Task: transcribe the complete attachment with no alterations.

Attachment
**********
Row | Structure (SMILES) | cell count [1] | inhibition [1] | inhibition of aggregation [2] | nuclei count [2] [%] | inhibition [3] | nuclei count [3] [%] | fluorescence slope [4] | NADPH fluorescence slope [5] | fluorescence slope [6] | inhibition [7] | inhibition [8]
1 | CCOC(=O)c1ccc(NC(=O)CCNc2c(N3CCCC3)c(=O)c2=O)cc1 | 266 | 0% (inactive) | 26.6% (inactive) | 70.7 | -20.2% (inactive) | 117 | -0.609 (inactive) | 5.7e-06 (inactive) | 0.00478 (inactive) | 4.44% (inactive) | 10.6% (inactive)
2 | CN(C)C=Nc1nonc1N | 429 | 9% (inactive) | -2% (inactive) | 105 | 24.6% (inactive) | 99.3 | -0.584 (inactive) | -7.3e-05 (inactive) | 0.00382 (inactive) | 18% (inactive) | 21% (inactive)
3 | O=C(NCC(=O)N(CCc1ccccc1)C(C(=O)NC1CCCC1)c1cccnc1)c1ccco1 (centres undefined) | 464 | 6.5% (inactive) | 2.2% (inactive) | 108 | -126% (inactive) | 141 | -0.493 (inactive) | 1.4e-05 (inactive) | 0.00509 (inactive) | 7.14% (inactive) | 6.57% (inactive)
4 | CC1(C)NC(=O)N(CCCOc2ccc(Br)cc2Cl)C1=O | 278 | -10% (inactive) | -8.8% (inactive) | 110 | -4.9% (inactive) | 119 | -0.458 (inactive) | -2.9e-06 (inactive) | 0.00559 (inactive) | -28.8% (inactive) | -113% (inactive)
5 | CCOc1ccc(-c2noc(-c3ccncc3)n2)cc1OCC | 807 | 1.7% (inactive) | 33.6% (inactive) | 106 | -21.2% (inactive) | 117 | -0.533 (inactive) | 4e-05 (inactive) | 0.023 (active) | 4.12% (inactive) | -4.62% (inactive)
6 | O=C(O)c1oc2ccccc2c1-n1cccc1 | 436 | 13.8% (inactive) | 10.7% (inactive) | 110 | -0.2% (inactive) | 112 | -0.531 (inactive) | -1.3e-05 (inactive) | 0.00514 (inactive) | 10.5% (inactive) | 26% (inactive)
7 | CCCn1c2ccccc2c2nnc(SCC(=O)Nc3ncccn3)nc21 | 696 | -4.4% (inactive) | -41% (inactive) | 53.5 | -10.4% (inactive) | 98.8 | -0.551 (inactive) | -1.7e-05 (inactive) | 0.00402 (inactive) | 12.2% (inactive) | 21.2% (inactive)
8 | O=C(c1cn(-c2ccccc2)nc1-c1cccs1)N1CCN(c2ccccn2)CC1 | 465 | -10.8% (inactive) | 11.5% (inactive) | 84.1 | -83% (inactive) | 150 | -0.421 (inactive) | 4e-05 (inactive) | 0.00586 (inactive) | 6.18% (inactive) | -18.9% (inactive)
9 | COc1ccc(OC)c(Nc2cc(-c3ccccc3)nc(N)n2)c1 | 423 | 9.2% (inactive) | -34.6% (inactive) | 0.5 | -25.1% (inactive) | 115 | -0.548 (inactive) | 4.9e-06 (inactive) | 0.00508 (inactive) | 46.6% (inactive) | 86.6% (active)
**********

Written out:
Row | Structure (SMILES) | cell count [1] | inhibition [1] | inhibition of aggregation [2] | nuclei count [2] [%] | inhibition [3] | nuclei count [3] [%] | fluorescence slope [4] | NADPH fluorescence slope [5] | fluorescence slope [6] | inhibition [7] | inhibition [8]
1 | CCOC(=O)c1ccc(NC(=O)CCNc2c(N3CCCC3)c(=O)c2=O)cc1 | 266 | 0% (inactive) | 26.6% (inactive) | 70.7 | -20.2% (inactive) | 117 | -0.609 (inactive) | 5.7e-06 (inactive) | 0.00478 (inactive) | 4.44% (inactive) | 10.6% (inactive)
2 | CN(C)C=Nc1nonc1N | 429 | 9% (inactive) | -2% (inactive) | 105 | 24.6% (inactive) | 99.3 | -0.584 (inactive) | -7.3e-05 (inactive) | 0.00382 (inactive) | 18% (inactive) | 21% (inactive)
3 | O=C(NCC(=O)N(CCc1ccccc1)C(C(=O)NC1CCCC1)c1cccnc1)c1ccco1 (centres undefined) | 464 | 6.5% (inactive) | 2.2% (inactive) | 108 | -126% (inactive) | 141 | -0.493 (inactive) | 1.4e-05 (inactive) | 0.00509 (inactive) | 7.14% (inactive) | 6.57% (inactive)
4 | CC1(C)NC(=O)N(CCCOc2ccc(Br)cc2Cl)C1=O | 278 | -10% (inactive) | -8.8% (inactive) | 110 | -4.9% (inactive) | 119 | -0.458 (inactive) | -2.9e-06 (inactive) | 0.00559 (inactive) | -28.8% (inactive) | -113% (inactive)
5 | CCOc1ccc(-c2noc(-c3ccncc3)n2)cc1OCC | 807 | 1.7% (inactive) | 33.6% (inactive) | 106 | -21.2% (inactive) | 117 | -0.533 (inactive) | 4e-05 (inactive) | 0.023 (active) | 4.12% (inactive) | -4.62% (inactive)
6 | O=C(O)c1oc2ccccc2c1-n1cccc1 | 436 | 13.8% (inactive) | 10.7% (inactive) | 110 | -0.2% (inactive) | 112 | -0.531 (inactive) | -1.3e-05 (inactive) | 0.00514 (inactive) | 10.5% (inactive) | 26% (inactive)
7 | CCCn1c2ccccc2c2nnc(SCC(=O)Nc3ncccn3)nc21 | 696 | -4.4% (inactive) | -41% (inactive) | 53.5 | -10.4% (inactive) | 98.8 | -0.551 (inactive) | -1.7e-05 (inactive) | 0.00402 (inactive) | 12.2% (inactive) | 21.2% (inactive)
8 | O=C(c1cn(-c2ccccc2)nc1-c1cccs1)N1CCN(c2ccccn2)CC1 | 465 | -10.8% (inactive) | 11.5% (inactive) | 84.1 | -83% (inactive) | 150 | -0.421 (inactive) | 4e-05 (inactive) | 0.00586 (inactive) | 6.18% (inactive) | -18.9% (inactive)
9 | COc1ccc(OC)c(Nc2cc(-c3ccccc3)nc(N)n2)c1 | 423 | 9.2% (inactive) | -34.6% (inactive) | 0.5 | -25.1% (inactive) | 115 | -0.548 (inactive) | 4.9e-06 (inactive) | 0.00508 (inactive) | 46.6% (inactive) | 86.6% (active)